Lamkin Sonar Tour Grip Review

50 Words or Less

The Lamkin Sonar Tour grip is a firmer version of last year’s Sonar with a traditional shape.  A great all-weather grip.


Last year, Lamkin released the Sonar golf grip to wide acclaim.  It hit a sweet spot in terms of feel, look, and features that few other grips can get quite right.  For 2019, Lamkin is adding to the Sonar family with the Sonar Tour, built with feedback from the Tour.


The Lamkin Sonar Tour has a more staid appearance than the original Sonar.  Available only in gray with a blue butt cap, there’s very little in the way of decoration.  There are five black semi circles which serve as very subtle reminders for hand placement.

One notable aesthetic feature is that it’s designed to be installed logo down, in accordance with the preference of Tour players.


There are two important differences that I noticed between the Sonar and the new Sonar Tour.  First, the Sonar Tour is slightly firmer than the Sonar.  The original Sonar had a little bit of “squish” to it, but the Sonar Tour has none.  It’s not an overly firm grip, but it’s definitely not a “comfort” grip.

Another change is that the Sonar Tour has a uniform texture across the entire grip.  The Sonar had numerous patterns to guide hand placement.  The Sonar Tour, designed for the better player, provides the same feeling under both hands no matter where you place them.


In 2018, all of the new Lamkin grips featured their “Plus” profile with reduced taper.  The Sonar Tour is a bit of a throwback as it has a traditional tapered profile.  This means that the grip is thicker near the butt, thinner toward the club head.  For some players, this shape will make it easier to close the club face and produce a draw.

Beyond the profile, two things about the Sonar Tour stood out to me.  First, it has a consistent, very slight amount of tack that most similar grips lack.  I’m not a fan of extremely tacky grips, but the Sonar Tour had just enough that I felt I could hold the club more gently.  The other impressive feature is the durability.  The primary reason I play corded grips is that rubber grips can get slick in a short time.  Lamkin’s Sonar Tour still feels new after a month of being gripped and swung daily.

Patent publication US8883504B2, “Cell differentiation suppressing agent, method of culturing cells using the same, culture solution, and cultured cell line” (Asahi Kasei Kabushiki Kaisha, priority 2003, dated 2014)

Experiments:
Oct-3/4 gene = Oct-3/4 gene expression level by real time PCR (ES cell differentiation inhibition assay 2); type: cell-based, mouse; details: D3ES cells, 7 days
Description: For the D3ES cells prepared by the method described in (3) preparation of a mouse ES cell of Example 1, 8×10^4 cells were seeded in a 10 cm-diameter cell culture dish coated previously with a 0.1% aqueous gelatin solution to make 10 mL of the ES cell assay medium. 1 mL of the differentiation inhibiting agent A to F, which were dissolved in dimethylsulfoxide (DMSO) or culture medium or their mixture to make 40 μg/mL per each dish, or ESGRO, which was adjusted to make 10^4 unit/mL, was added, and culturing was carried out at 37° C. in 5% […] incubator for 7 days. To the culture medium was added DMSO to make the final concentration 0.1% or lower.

As of this writing, the Lamkin Sonar Tour is only available in standard size.


For the player who likes a traditional shape and feel but wants greater durability and all-weather performance, the Lamkin Sonar Tour is a great choice.  This rubber grip gives you strong control of your club without tearing up your hands.

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Matt Saternus

Founder, Editor In Chief at
Matt is the Founder and Editor in Chief of Plugged In Golf. He's worked in nearly every job in the golf industry from club fitting to instruction to writing and speaking. Matt lives in the northwest suburbs of Chicago with his wife and two daughters.

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  1. Too bad it only comes in standard size. I’d be willing to try it if they offered a midsize.

  2. I know you were a fan if the UTx how would you compare these vs the UTx? I’m looking for something slightly easier on the hands than the UTx.

    • Matt Saternus


      UTx but easier on the hands is a good description of the Sonar Tour. This doesn’t have any cord, which makes it more comfortable.



  3. I tried this grip on my driver, 3 wood and 4 hybrid. It was a little larger than my standard grip the GP Super tac.
    I liked it initially, feeling it was slightly softer and has a great hand feel. But over time I felt that it was a little too rubbery.
    Now, that is a totally subjective and total feel assessment – but hey, grips are all about feel.
    I have now gone back to the GP Super Tac on most of my clubs.
    This feel change may be due to the my hands becoming tougher as the season progresses – in the beginning, I am looking for something softer, but as my hands toughen up, I am looking for something firmer.

  4. You mentioned it’s a great all weather grip. Were the original sonar grips not? Particularly interested about rainy conditions. Thanks!

    • Matt Saternus


      No, I meant that more in contrast to more traditional grips that can get slick in the rain and don’t have great durability. The material Lamkin is using the last couple years is excellent.



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